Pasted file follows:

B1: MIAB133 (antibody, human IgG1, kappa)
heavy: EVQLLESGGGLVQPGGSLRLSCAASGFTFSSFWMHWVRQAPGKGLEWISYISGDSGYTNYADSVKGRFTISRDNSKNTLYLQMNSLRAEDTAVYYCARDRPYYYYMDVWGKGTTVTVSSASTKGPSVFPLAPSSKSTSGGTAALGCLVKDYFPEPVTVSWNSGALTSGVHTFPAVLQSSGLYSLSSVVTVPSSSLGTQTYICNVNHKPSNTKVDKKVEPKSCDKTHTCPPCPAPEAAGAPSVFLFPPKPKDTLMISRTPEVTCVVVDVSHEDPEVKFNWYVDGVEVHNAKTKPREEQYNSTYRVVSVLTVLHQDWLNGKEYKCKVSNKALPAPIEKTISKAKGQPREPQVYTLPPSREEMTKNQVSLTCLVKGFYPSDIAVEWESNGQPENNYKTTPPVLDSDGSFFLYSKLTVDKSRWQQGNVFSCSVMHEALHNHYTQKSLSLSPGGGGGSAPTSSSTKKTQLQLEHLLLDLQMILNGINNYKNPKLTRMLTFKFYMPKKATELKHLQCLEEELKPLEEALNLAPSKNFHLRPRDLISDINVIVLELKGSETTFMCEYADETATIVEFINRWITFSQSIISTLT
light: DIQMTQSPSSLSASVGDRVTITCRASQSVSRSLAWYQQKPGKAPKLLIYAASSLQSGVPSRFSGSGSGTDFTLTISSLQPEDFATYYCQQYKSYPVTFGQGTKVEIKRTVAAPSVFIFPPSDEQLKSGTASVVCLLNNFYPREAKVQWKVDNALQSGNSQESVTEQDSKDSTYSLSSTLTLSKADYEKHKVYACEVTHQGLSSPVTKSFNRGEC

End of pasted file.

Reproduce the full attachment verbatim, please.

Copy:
B1: MIAB133 (antibody, human IgG1, kappa)
heavy: EVQLLESGGGLVQPGGSLRLSCAASGFTFSSFWMHWVRQAPGKGLEWISYISGDSGYTNYADSVKGRFTISRDNSKNTLYLQMNSLRAEDTAVYYCARDRPYYYYMDVWGKGTTVTVSSASTKGPSVFPLAPSSKSTSGGTAALGCLVKDYFPEPVTVSWNSGALTSGVHTFPAVLQSSGLYSLSSVVTVPSSSLGTQTYICNVNHKPSNTKVDKKVEPKSCDKTHTCPPCPAPEAAGAPSVFLFPPKPKDTLMISRTPEVTCVVVDVSHEDPEVKFNWYVDGVEVHNAKTKPREEQYNSTYRVVSVLTVLHQDWLNGKEYKCKVSNKALPAPIEKTISKAKGQPREPQVYTLPPSREEMTKNQVSLTCLVKGFYPSDIAVEWESNGQPENNYKTTPPVLDSDGSFFLYSKLTVDKSRWQQGNVFSCSVMHEALHNHYTQKSLSLSPGGGGGSAPTSSSTKKTQLQLEHLLLDLQMILNGINNYKNPKLTRMLTFKFYMPKKATELKHLQCLEEELKPLEEALNLAPSKNFHLRPRDLISDINVIVLELKGSETTFMCEYADETATIVEFINRWITFSQSIISTLT
light: DIQMTQSPSSLSASVGDRVTITCRASQSVSRSLAWYQQKPGKAPKLLIYAASSLQSGVPSRFSGSGSGTDFTLTISSLQPEDFATYYCQQYKSYPVTFGQGTKVEIKRTVAAPSVFIFPPSDEQLKSGTASVVCLLNNFYPREAKVQWKVDNALQSGNSQESVTEQDSKDSTYSLSSTLTLSKADYEKHKVYACEVTHQGLSSPVTKSFNRGEC